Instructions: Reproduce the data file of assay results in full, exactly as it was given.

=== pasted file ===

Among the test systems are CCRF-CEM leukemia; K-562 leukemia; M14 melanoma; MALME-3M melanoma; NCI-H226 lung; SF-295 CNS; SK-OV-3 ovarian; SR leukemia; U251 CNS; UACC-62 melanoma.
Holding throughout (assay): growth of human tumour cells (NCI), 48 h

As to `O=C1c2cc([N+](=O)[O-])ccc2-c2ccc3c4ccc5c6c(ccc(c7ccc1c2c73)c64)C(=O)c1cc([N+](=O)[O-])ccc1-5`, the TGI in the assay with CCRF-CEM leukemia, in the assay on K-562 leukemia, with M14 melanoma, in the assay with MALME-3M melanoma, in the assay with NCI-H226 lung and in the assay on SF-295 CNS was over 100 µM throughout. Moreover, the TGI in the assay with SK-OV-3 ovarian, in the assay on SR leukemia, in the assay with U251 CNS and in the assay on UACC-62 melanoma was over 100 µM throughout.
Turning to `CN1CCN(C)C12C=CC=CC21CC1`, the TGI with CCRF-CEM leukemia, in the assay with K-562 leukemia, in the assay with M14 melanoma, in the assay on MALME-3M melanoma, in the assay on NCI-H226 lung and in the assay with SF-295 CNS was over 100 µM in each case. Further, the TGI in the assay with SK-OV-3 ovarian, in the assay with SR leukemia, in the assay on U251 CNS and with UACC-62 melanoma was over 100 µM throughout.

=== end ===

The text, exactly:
Among the test systems are CCRF-CEM leukemia; K-562 leukemia; M14 melanoma; MALME-3M melanoma; NCI-H226 lung; SF-295 CNS; SK-OV-3 ovarian; SR leukemia; U251 CNS; UACC-62 melanoma.
Holding throughout (assay): growth of human tumour cells (NCI), 48 h

As to `O=C1c2cc([N+](=O)[O-])ccc2-c2ccc3c4ccc5c6c(ccc(c7ccc1c2c73)c64)C(=O)c1cc([N+](=O)[O-])ccc1-5`, the TGI in the assay with CCRF-CEM leukemia, in the assay on K-562 leukemia, with M14 melanoma, in the assay with MALME-3M melanoma, in the assay with NCI-H226 lung and in the assay on SF-295 CNS was over 100 µM throughout. Moreover, the TGI in the assay with SK-OV-3 ovarian, in the assay on SR leukemia, in the assay with U251 CNS and in the assay on UACC-62 melanoma was over 100 µM throughout.
Turning to `CN1CCN(C)C12C=CC=CC21CC1`, the TGI with CCRF-CEM leukemia, in the assay with K-562 leukemia, in the assay with M14 melanoma, in the assay on MALME-3M melanoma, in the assay on NCI-H226 lung and in the assay with SF-295 CNS was over 100 µM in each case. Further, the TGI in the assay with SK-OV-3 ovarian, in the assay with SR leukemia, in the assay on U251 CNS and with UACC-62 melanoma was over 100 µM throughout.